Hyundai Tiburon receives a new face-lift for 2007. The automaker’s sporty coupe was first offered in its current body style for 2003. The car received updated front and rear styling for 2005, and it does again for 2007. Top-of-the-line SE models also gain an electronic stability system and upgraded brakes.
Upscale touches for the GT include automatic temperature control and a leather-wrapped steering wheel, while the SE has a sport-tuned suspension and six-speed manual transmission.
Styled in South Korea, the Tiburon coupe blends straight and curved lines in what Hyundai calls an effort to "emphasize vitality and strength." The body features a high belt line and a short greenhouse, with a steeply raked windshield and back window. Tiburons are equipped with all-disc brakes, which feature larger, cross-drilled rotors on the SE model. A fully independent suspension with front and rear stabilizer bars is standard on all Tiburons.
Built on a 99.6-inch wheelbase, the Tiburon is 173 inches long overall. A deck-lid spoiler is mounted on the GT coupe, which has 17-inch alloy wheels. The SE model gets a high deck spoiler. The GS has standard 16-inch wheels, but 17-inch wheels are available.
Up to four people can fit inside the Tiburon. Air conditioning, keyless entry, a CD stereo, and power windows, locks and mirrors are standard in all Tiburons. Automatic temperature control and cloth upholstery with leather bolsters are installed in the GT model. The seats in the GT feature red stitching, which complements the leather-wrapped steering wheel. Leather seating surfaces are available in the GT. The SE coupe has aluminum pedals, metal-grain trim, a trio of auxiliary gauges and a Kenwood CD/MP3 audio system. Cargo volume totals 14.7 cubic feet.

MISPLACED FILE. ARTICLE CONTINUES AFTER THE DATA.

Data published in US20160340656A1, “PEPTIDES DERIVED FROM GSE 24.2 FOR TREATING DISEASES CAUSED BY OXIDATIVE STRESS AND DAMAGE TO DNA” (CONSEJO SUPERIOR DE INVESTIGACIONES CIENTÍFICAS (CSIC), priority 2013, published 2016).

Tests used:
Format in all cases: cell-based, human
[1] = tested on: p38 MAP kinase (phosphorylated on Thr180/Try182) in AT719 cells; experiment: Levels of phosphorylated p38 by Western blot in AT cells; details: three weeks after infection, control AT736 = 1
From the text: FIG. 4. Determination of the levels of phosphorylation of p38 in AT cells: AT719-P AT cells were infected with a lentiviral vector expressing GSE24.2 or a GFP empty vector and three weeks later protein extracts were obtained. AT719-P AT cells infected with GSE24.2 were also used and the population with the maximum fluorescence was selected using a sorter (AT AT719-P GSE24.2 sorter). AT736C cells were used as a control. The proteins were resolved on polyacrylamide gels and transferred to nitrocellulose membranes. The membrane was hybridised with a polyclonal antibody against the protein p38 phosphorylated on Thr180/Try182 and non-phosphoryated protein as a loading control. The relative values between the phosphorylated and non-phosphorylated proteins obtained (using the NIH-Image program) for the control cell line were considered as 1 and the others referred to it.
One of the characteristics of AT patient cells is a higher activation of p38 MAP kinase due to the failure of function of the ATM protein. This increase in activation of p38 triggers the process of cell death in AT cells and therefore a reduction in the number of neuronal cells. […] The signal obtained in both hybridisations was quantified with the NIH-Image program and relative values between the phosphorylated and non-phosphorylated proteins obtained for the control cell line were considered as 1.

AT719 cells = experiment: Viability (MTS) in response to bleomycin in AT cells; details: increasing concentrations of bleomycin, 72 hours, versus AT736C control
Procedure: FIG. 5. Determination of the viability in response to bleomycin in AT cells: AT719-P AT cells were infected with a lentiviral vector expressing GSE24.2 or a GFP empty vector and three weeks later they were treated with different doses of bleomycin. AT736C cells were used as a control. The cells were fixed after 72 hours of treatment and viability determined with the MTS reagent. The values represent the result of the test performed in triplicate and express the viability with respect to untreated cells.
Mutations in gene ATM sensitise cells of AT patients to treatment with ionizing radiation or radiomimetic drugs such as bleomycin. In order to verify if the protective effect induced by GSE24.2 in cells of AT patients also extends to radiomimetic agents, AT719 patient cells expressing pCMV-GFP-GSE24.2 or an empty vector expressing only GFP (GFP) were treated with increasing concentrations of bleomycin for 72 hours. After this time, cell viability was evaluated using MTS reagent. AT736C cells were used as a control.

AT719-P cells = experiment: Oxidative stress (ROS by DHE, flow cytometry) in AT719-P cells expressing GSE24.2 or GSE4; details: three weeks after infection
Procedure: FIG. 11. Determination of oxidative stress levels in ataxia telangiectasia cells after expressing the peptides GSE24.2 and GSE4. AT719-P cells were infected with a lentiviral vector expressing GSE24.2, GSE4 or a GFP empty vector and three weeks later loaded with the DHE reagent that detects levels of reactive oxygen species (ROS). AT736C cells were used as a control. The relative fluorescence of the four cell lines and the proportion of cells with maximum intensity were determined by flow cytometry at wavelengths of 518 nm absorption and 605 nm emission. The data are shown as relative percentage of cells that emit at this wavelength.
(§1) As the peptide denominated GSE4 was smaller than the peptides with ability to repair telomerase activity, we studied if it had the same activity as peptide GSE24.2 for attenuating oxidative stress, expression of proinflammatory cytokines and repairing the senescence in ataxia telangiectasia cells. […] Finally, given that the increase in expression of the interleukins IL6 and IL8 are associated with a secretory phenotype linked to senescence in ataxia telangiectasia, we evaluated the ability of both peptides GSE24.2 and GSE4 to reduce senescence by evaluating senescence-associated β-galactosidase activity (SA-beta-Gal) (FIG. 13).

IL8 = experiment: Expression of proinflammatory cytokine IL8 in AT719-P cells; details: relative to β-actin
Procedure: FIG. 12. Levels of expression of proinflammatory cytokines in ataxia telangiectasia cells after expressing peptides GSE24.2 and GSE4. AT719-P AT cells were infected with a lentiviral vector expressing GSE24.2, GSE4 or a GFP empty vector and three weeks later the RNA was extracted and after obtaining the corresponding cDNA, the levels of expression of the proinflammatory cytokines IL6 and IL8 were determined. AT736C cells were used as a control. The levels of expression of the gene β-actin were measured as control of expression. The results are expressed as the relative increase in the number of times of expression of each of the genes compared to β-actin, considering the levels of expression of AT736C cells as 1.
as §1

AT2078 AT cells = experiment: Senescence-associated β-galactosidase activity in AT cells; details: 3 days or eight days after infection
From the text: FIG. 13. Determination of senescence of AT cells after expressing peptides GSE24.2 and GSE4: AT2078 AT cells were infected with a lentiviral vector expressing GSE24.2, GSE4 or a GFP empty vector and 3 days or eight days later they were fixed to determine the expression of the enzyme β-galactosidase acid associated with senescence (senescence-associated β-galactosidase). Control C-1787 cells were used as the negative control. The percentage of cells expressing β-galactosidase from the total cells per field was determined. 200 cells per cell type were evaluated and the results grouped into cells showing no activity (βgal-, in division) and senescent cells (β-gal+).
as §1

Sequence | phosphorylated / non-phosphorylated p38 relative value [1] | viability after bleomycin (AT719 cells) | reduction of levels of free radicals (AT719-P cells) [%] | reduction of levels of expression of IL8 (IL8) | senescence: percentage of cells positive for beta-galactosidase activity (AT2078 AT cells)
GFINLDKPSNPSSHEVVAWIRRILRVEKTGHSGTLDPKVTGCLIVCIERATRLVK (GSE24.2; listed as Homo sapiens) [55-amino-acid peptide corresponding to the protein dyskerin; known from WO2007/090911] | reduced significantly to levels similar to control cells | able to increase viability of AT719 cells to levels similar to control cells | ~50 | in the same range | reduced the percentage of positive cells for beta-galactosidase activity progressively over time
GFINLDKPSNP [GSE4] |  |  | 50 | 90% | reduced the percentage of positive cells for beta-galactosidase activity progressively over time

Under the Hood
Rated at an estimated 172 horsepower at 6,000 rpm, the 2.7-liter V-6 teams with either a four-speed automatic or five-speed manual transmission in GT models or a six-speed manual in the SE. The GS carries a 138-hp, 2.0-liter four-cylinder that mates with either a four-speed automatic or five-speed manual.
Seat-mounted side-impact airbags and four-wheel-disc antilock brakes are standard. For 2007, the SE adds an electronic stability system, a rarity among cars in this price range.
The Tiburon’s shapely lines don’t quite translate to the sporty driving experience one might expect. In performance-oriented models, the ride is bouncy on rough pavement. Even though the car stays properly on course, it doesn’t impart a full sense of security.
Handling is good; the GT coupe steers easily and maneuvers with some nimbleness in corners. Stable on the highway, the Tiburon takes curves reasonably well, but it falls short of some rivals. Road and tire noise is prominent, but the engine — if anything — is too quiet for easy manual gear shifting. Hyundai’s six-speed gearbox is notchy and somewhat stiff, but the clutch engages smoothly.
The Tiburon’s seats are supportive. Legroom and elbow space are good, but headroom is meager.